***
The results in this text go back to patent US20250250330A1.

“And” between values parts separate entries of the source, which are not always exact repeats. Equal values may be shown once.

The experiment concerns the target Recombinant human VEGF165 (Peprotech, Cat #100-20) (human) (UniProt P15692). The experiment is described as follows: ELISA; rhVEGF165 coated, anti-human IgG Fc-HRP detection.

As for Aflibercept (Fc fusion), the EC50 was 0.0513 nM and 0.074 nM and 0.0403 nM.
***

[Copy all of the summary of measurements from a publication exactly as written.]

The results in this text go back to patent US20250250330A1.

“And” between values parts separate entries of the source, which are not always exact repeats. Equal values may be shown once.

The experiment concerns the target Recombinant human VEGF165 (Peprotech, Cat #100-20) (human) (UniProt P15692). The experiment is described as follows: ELISA; rhVEGF165 coated, anti-human IgG Fc-HRP detection.

As for Aflibercept (Fc fusion), the EC50 was 0.0513 nM and 0.074 nM and 0.0403 nM.